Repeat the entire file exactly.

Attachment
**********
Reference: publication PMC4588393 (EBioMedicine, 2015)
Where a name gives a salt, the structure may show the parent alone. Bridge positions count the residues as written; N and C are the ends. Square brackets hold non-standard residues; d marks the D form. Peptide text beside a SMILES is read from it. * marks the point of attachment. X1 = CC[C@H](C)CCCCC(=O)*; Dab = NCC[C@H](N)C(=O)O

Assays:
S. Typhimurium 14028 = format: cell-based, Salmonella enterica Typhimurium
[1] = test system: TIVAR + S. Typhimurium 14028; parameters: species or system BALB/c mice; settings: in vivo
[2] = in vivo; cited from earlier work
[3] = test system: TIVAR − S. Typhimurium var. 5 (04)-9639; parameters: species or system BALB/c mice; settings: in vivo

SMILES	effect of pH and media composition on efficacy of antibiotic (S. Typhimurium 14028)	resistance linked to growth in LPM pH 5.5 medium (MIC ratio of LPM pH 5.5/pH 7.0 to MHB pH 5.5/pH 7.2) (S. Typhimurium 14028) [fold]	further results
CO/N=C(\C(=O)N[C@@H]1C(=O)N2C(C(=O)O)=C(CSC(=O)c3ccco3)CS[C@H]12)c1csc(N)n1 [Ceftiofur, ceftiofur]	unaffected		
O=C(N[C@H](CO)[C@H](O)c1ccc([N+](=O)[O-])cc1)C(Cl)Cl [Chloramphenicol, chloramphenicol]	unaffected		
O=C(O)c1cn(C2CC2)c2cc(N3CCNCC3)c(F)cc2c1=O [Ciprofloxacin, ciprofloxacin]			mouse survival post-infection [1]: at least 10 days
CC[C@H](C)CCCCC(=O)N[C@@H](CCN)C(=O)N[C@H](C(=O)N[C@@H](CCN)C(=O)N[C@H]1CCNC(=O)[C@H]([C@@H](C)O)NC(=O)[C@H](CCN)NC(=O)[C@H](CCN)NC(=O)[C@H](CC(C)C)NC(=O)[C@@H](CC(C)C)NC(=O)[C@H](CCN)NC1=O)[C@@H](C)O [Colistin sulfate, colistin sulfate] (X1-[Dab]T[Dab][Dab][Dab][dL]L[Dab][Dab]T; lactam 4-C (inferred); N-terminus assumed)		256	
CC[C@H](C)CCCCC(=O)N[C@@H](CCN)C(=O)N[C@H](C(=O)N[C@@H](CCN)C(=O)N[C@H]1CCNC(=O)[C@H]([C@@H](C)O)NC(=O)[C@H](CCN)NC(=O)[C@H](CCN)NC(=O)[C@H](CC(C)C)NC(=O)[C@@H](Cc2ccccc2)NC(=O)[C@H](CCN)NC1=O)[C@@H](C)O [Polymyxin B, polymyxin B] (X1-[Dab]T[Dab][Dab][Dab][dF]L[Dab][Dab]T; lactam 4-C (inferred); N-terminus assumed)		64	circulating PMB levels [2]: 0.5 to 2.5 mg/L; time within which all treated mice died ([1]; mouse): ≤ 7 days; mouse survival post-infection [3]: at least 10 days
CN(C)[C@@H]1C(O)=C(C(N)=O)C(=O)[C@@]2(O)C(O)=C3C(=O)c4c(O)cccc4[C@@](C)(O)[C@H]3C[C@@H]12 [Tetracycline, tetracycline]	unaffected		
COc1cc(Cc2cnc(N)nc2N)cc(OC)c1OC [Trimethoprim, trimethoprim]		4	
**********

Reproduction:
Reference: publication PMC4588393 (EBioMedicine, 2015)
Where a name gives a salt, the structure may show the parent alone. Bridge positions count the residues as written; N and C are the ends. Square brackets hold non-standard residues; d marks the D form. Peptide text beside a SMILES is read from it. * marks the point of attachment. X1 = CC[C@H](C)CCCCC(=O)*; Dab = NCC[C@H](N)C(=O)O

Assays:
S. Typhimurium 14028 = format: cell-based, Salmonella enterica Typhimurium
[1] = test system: TIVAR + S. Typhimurium 14028; parameters: species or system BALB/c mice; settings: in vivo
[2] = in vivo; cited from earlier work
[3] = test system: TIVAR − S. Typhimurium var. 5 (04)-9639; parameters: species or system BALB/c mice; settings: in vivo

SMILES	effect of pH and media composition on efficacy of antibiotic (S. Typhimurium 14028)	resistance linked to growth in LPM pH 5.5 medium (MIC ratio of LPM pH 5.5/pH 7.0 to MHB pH 5.5/pH 7.2) (S. Typhimurium 14028) [fold]	further results
CO/N=C(\C(=O)N[C@@H]1C(=O)N2C(C(=O)O)=C(CSC(=O)c3ccco3)CS[C@H]12)c1csc(N)n1 [Ceftiofur, ceftiofur]	unaffected		
O=C(N[C@H](CO)[C@H](O)c1ccc([N+](=O)[O-])cc1)C(Cl)Cl [Chloramphenicol, chloramphenicol]	unaffected		
O=C(O)c1cn(C2CC2)c2cc(N3CCNCC3)c(F)cc2c1=O [Ciprofloxacin, ciprofloxacin]			mouse survival post-infection [1]: at least 10 days
CC[C@H](C)CCCCC(=O)N[C@@H](CCN)C(=O)N[C@H](C(=O)N[C@@H](CCN)C(=O)N[C@H]1CCNC(=O)[C@H]([C@@H](C)O)NC(=O)[C@H](CCN)NC(=O)[C@H](CCN)NC(=O)[C@H](CC(C)C)NC(=O)[C@@H](CC(C)C)NC(=O)[C@H](CCN)NC1=O)[C@@H](C)O [Colistin sulfate, colistin sulfate] (X1-[Dab]T[Dab][Dab][Dab][dL]L[Dab][Dab]T; lactam 4-C (inferred); N-terminus assumed)		256	
CC[C@H](C)CCCCC(=O)N[C@@H](CCN)C(=O)N[C@H](C(=O)N[C@@H](CCN)C(=O)N[C@H]1CCNC(=O)[C@H]([C@@H](C)O)NC(=O)[C@H](CCN)NC(=O)[C@H](CCN)NC(=O)[C@H](CC(C)C)NC(=O)[C@@H](Cc2ccccc2)NC(=O)[C@H](CCN)NC1=O)[C@@H](C)O [Polymyxin B, polymyxin B] (X1-[Dab]T[Dab][Dab][Dab][dF]L[Dab][Dab]T; lactam 4-C (inferred); N-terminus assumed)		64	circulating PMB levels [2]: 0.5 to 2.5 mg/L; time within which all treated mice died ([1]; mouse): ≤ 7 days; mouse survival post-infection [3]: at least 10 days
CN(C)[C@@H]1C(O)=C(C(N)=O)C(=O)[C@@]2(O)C(O)=C3C(=O)c4c(O)cccc4[C@@](C)(O)[C@H]3C[C@@H]12 [Tetracycline, tetracycline]	unaffected		
COc1cc(Cc2cnc(N)nc2N)cc(OC)c1OC [Trimethoprim, trimethoprim]		4	